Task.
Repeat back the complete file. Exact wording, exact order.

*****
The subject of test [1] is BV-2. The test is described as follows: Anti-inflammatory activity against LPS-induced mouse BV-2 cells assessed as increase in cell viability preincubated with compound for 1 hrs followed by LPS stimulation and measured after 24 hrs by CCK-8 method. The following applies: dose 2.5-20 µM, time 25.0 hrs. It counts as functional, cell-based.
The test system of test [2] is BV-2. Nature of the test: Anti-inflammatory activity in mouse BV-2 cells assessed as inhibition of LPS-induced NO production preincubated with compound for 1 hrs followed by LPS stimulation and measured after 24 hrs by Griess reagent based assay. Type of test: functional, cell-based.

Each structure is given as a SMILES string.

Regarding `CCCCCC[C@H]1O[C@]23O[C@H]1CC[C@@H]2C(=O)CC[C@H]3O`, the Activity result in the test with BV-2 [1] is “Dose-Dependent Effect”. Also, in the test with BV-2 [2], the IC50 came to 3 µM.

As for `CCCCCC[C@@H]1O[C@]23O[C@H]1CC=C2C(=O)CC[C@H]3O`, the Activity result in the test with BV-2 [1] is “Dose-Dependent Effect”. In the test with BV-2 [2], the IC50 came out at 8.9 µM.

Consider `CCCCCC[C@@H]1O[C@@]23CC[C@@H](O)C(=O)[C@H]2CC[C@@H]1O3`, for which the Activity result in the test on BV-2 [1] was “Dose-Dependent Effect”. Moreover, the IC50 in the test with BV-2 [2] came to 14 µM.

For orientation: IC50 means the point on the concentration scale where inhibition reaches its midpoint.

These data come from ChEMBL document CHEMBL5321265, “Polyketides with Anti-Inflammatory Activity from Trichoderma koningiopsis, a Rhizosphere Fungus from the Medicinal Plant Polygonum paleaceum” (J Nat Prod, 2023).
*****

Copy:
The subject of test [1] is BV-2. The test is described as follows: Anti-inflammatory activity against LPS-induced mouse BV-2 cells assessed as increase in cell viability preincubated with compound for 1 hrs followed by LPS stimulation and measured after 24 hrs by CCK-8 method. The following applies: dose 2.5-20 µM, time 25.0 hrs. It counts as functional, cell-based.
The test system of test [2] is BV-2. Nature of the test: Anti-inflammatory activity in mouse BV-2 cells assessed as inhibition of LPS-induced NO production preincubated with compound for 1 hrs followed by LPS stimulation and measured after 24 hrs by Griess reagent based assay. Type of test: functional, cell-based.

Each structure is given as a SMILES string.

Regarding `CCCCCC[C@H]1O[C@]23O[C@H]1CC[C@@H]2C(=O)CC[C@H]3O`, the Activity result in the test with BV-2 [1] is “Dose-Dependent Effect”. Also, in the test with BV-2 [2], the IC50 came to 3 µM.

As for `CCCCCC[C@@H]1O[C@]23O[C@H]1CC=C2C(=O)CC[C@H]3O`, the Activity result in the test with BV-2 [1] is “Dose-Dependent Effect”. In the test with BV-2 [2], the IC50 came out at 8.9 µM.

Consider `CCCCCC[C@@H]1O[C@@]23CC[C@@H](O)C(=O)[C@H]2CC[C@@H]1O3`, for which the Activity result in the test on BV-2 [1] was “Dose-Dependent Effect”. Moreover, the IC50 in the test with BV-2 [2] came to 14 µM.

For orientation: IC50 means the point on the concentration scale where inhibition reaches its midpoint.

These data come from ChEMBL document CHEMBL5321265, “Polyketides with Anti-Inflammatory Activity from Trichoderma koningiopsis, a Rhizosphere Fungus from the Medicinal Plant Polygonum paleaceum” (J Nat Prod, 2023).